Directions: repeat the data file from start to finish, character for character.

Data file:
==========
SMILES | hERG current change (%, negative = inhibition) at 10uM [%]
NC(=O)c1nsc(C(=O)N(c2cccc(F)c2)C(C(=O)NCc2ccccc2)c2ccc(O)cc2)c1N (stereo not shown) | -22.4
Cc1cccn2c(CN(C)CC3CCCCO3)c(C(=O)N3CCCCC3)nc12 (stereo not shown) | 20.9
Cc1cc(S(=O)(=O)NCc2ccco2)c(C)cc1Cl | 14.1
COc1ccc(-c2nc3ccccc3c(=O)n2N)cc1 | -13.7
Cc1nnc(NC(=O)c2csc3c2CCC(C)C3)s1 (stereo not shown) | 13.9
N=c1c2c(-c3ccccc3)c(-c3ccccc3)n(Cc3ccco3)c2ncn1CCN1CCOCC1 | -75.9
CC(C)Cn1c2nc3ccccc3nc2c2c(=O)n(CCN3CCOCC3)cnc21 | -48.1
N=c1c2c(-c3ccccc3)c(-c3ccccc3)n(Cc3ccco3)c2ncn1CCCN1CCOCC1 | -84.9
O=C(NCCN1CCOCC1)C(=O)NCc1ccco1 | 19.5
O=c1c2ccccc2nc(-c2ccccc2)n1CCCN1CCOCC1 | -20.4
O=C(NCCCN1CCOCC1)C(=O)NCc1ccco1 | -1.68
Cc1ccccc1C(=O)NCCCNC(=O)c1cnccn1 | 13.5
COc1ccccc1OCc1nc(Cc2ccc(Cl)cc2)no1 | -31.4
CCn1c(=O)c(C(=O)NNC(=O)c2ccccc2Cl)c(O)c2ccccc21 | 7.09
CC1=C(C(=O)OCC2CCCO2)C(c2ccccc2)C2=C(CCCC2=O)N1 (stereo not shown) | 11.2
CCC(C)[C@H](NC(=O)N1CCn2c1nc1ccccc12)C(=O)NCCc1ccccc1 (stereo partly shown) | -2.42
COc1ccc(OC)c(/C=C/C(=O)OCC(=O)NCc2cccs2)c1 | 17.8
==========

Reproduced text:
SMILES | hERG current change (%, negative = inhibition) at 10uM [%]
NC(=O)c1nsc(C(=O)N(c2cccc(F)c2)C(C(=O)NCc2ccccc2)c2ccc(O)cc2)c1N (stereo not shown) | -22.4
Cc1cccn2c(CN(C)CC3CCCCO3)c(C(=O)N3CCCCC3)nc12 (stereo not shown) | 20.9
Cc1cc(S(=O)(=O)NCc2ccco2)c(C)cc1Cl | 14.1
COc1ccc(-c2nc3ccccc3c(=O)n2N)cc1 | -13.7
Cc1nnc(NC(=O)c2csc3c2CCC(C)C3)s1 (stereo not shown) | 13.9
N=c1c2c(-c3ccccc3)c(-c3ccccc3)n(Cc3ccco3)c2ncn1CCN1CCOCC1 | -75.9
CC(C)Cn1c2nc3ccccc3nc2c2c(=O)n(CCN3CCOCC3)cnc21 | -48.1
N=c1c2c(-c3ccccc3)c(-c3ccccc3)n(Cc3ccco3)c2ncn1CCCN1CCOCC1 | -84.9
O=C(NCCN1CCOCC1)C(=O)NCc1ccco1 | 19.5
O=c1c2ccccc2nc(-c2ccccc2)n1CCCN1CCOCC1 | -20.4
O=C(NCCCN1CCOCC1)C(=O)NCc1ccco1 | -1.68
Cc1ccccc1C(=O)NCCCNC(=O)c1cnccn1 | 13.5
COc1ccccc1OCc1nc(Cc2ccc(Cl)cc2)no1 | -31.4
CCn1c(=O)c(C(=O)NNC(=O)c2ccccc2Cl)c(O)c2ccccc21 | 7.09
CC1=C(C(=O)OCC2CCCO2)C(c2ccccc2)C2=C(CCCC2=O)N1 (stereo not shown) | 11.2
CCC(C)[C@H](NC(=O)N1CCn2c1nc1ccccc12)C(=O)NCCc1ccccc1 (stereo partly shown) | -2.42
COc1ccc(OC)c(/C=C/C(=O)OCC(=O)NCc2cccs2)c1 | 17.8